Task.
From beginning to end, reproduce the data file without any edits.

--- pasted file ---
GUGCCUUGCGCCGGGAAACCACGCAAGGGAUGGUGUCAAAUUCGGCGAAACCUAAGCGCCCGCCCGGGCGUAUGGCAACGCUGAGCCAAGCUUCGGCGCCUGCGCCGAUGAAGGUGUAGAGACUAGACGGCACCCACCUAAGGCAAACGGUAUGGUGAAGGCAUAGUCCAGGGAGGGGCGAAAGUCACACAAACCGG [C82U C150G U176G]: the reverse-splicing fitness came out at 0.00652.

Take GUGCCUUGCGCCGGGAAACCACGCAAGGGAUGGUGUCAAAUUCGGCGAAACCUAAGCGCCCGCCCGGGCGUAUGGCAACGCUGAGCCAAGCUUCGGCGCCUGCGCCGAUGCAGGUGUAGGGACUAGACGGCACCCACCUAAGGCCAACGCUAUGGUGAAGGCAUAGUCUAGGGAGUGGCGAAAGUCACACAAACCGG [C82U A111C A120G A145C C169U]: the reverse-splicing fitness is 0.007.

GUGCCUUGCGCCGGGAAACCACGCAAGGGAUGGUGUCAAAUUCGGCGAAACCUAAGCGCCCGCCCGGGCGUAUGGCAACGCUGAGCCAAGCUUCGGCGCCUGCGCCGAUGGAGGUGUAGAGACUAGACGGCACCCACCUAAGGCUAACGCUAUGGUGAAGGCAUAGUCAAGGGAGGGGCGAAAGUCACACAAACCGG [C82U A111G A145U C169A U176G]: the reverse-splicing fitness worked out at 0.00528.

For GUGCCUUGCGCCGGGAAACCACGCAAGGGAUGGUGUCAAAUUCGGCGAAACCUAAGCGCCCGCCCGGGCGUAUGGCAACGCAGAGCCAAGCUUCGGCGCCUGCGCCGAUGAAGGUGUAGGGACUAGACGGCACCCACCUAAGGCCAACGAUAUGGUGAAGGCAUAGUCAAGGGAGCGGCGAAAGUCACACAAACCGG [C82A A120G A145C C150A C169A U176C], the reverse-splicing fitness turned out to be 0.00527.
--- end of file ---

GUGCCUUGCGCCGGGAAACCACGCAAGGGAUGGUGUCAAAUUCGGCGAAACCUAAGCGCCCGCCCGGGCGUAUGGCAACGCUGAGCCAAGCUUCGGCGCCUGCGCCGAUGAAGGUGUAGAGACUAGACGGCACCCACCUAAGGCAAACGGUAUGGUGAAGGCAUAGUCCAGGGAGGGGCGAAAGUCACACAAACCGG [C82U C150G U176G]: the reverse-splicing fitness came out at 0.00652.

Take GUGCCUUGCGCCGGGAAACCACGCAAGGGAUGGUGUCAAAUUCGGCGAAACCUAAGCGCCCGCCCGGGCGUAUGGCAACGCUGAGCCAAGCUUCGGCGCCUGCGCCGAUGCAGGUGUAGGGACUAGACGGCACCCACCUAAGGCCAACGCUAUGGUGAAGGCAUAGUCUAGGGAGUGGCGAAAGUCACACAAACCGG [C82U A111C A120G A145C C169U]: the reverse-splicing fitness is 0.007.

GUGCCUUGCGCCGGGAAACCACGCAAGGGAUGGUGUCAAAUUCGGCGAAACCUAAGCGCCCGCCCGGGCGUAUGGCAACGCUGAGCCAAGCUUCGGCGCCUGCGCCGAUGGAGGUGUAGAGACUAGACGGCACCCACCUAAGGCUAACGCUAUGGUGAAGGCAUAGUCAAGGGAGGGGCGAAAGUCACACAAACCGG [C82U A111G A145U C169A U176G]: the reverse-splicing fitness worked out at 0.00528.

For GUGCCUUGCGCCGGGAAACCACGCAAGGGAUGGUGUCAAAUUCGGCGAAACCUAAGCGCCCGCCCGGGCGUAUGGCAACGCAGAGCCAAGCUUCGGCGCCUGCGCCGAUGAAGGUGUAGGGACUAGACGGCACCCACCUAAGGCCAACGAUAUGGUGAAGGCAUAGUCAAGGGAGCGGCGAAAGUCACACAAACCGG [C82A A120G A145C C150A C169A U176C], the reverse-splicing fitness turned out to be 0.00527.